Most Failures Are Failures of Imagination: Why The SDGs Can Prove Otherwise

The most important aspect of all of the Sustainable Development Goals has been the triumph of human imagination they represent. Whether in art, science, technology, anti-poverty work or social activism, when there is a failure we often perceive it as a failure of talent, strategy, planning, financial resources or even execution. But those are not really the reasons most efforts fail. Most failures are failures of imagination. This is especially true for the seemingly intractable problems that have plagues us for decades, if not centuries.

Albert Einstein said that "the specific problems we face cannot be solved using the same patterns of thought that were used to create them." Breaking out of those patterns demands a transformative, imaginative leap. As someone who has worked on hunger issues since the Ethiopian famine, that is what I have found to be the deeper value of the goal of ending hunger, and indeed of all of the Sustainable Development Goals.

Overcoming failure of imagination can be an enormous challenge. In some fields -- including the nonprofit sector -- failure of imagination has become routine. In some ways it is culturally ingrained due to severe and debilitating resource constraints. Though imagination cannot be purchased, there are ways to create an ethic that acknowledges its primacy. This can be done by constantly challenging the conventional wisdom and even the most longstanding assumptions. The Sustainable Development Goals do precisely that.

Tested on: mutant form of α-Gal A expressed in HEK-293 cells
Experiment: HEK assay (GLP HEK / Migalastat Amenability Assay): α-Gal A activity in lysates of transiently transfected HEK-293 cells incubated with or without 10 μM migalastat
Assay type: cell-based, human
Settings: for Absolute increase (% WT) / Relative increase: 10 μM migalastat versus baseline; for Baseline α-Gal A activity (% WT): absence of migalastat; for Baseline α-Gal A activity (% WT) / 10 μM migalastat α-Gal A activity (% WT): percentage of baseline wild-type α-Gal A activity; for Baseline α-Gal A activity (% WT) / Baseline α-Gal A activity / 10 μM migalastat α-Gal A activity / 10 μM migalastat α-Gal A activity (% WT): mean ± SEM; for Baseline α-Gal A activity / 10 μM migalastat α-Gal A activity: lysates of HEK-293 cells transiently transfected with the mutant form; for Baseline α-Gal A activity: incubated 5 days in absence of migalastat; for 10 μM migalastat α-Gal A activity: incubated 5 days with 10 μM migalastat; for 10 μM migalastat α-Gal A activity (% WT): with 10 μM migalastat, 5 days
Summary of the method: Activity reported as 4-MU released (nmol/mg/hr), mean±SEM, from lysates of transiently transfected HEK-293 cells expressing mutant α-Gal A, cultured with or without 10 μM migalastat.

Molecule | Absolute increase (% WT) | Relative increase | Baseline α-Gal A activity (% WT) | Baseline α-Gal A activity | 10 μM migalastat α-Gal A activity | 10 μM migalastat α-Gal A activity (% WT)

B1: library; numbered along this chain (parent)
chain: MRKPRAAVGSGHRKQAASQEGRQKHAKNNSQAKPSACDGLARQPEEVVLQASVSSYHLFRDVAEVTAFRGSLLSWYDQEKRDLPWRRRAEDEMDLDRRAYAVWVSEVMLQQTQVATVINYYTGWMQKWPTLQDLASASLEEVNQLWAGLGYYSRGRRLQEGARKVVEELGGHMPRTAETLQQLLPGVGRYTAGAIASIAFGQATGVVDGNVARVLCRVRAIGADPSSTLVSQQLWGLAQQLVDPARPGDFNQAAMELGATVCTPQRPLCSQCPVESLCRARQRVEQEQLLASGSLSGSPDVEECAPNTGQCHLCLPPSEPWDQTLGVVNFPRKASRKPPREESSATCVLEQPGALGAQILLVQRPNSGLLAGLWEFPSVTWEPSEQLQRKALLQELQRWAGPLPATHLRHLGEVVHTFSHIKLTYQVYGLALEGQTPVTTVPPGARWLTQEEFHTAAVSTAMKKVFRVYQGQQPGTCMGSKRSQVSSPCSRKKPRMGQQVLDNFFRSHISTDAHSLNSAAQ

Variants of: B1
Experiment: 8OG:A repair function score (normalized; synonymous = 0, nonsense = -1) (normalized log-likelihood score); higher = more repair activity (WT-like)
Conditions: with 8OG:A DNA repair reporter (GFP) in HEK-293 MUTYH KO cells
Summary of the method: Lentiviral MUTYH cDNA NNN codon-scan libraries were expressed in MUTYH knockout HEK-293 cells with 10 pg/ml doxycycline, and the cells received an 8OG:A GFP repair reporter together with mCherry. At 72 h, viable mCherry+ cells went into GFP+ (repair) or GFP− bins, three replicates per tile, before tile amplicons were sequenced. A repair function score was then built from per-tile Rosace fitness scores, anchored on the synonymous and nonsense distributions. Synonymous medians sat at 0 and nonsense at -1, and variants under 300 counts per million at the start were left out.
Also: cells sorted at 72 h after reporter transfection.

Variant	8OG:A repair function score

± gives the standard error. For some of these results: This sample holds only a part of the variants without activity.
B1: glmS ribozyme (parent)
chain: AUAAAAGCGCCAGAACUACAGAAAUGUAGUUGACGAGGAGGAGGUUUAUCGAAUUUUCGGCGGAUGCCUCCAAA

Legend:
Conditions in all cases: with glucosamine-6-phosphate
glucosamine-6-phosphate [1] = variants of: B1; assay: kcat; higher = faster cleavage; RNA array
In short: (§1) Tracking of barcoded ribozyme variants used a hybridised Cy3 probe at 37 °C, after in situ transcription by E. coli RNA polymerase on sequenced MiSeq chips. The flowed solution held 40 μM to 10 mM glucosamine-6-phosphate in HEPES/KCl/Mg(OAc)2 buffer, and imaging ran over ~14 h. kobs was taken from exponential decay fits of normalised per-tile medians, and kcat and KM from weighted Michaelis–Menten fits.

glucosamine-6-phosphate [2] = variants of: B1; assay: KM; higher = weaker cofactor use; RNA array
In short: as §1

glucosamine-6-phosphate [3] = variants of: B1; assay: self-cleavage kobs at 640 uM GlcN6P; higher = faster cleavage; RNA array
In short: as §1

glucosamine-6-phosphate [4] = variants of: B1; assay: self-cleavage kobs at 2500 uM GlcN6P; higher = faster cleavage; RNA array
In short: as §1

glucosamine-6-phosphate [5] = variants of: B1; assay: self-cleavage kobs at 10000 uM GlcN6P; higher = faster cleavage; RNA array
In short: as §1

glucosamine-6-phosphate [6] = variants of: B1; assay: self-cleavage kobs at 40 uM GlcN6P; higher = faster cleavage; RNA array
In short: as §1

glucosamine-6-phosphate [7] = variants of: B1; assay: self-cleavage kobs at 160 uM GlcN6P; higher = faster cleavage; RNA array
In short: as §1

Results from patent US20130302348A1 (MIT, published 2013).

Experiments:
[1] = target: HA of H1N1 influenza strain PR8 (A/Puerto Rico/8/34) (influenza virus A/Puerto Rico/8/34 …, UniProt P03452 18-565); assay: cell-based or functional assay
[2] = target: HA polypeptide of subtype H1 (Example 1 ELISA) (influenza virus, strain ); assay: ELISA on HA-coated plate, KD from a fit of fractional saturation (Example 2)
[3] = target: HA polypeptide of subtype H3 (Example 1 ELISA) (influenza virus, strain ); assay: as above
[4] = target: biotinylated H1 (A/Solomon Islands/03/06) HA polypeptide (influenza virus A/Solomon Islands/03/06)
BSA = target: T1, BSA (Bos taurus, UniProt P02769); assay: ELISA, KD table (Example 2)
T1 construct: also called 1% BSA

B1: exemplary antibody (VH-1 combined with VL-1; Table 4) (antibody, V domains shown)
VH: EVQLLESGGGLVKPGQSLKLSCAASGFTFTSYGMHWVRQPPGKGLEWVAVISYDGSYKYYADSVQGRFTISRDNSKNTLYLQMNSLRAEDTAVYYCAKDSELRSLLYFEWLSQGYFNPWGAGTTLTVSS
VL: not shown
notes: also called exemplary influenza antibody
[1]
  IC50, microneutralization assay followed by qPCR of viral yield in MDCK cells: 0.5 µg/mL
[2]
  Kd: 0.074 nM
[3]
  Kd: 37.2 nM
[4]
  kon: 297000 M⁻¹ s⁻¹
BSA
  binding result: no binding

The world seems to have become a more fearsome place than ever. There's no escaping the haunting horrors from Syria and Iraq, the crushing poverty of many nations, and the desperate plight of refugees in many corner of the globe. How are the Sustainable Development Goals relevant to all that?

The Sustainable Development Goals can't solve every problem. But, in the long run, what they stand for can: lifting up the dignity of every human being, investing in the next generation so that every child has an equal chance, demonstrating that we all have strengths to share. There's no shortcut to ameliorating the ignorance and hatred that cause so much suffering. In fact, there is only the opposite: doubling down on strategy to make real the values we represent, recommitting for the long haul, and bringing to each and every action the faith that our own leaps of imagination inexorably yield transformational global impact.

This post is part of a series produced by The Huffington Post, "What's Working: Sustainable Development Goals," in conjunction with the United Nations' Sustainable Development Goals (SDGs). The proposed set of milestones will be the subject of discussion at the UN General Assembly meeting on Sept. 25-27, 2015 in New York. The goals, which will replace the UN's Millennium Development Goals (2000-2015), cover 17 key areas of development -- including poverty, hunger, health, education, and gender equality, among many others. As part of The Huffington Post's commitment to solutions-oriented journalism, this What's Working SDG blog series will focus on one goal every weekday in September. This post addresses Goal 2.

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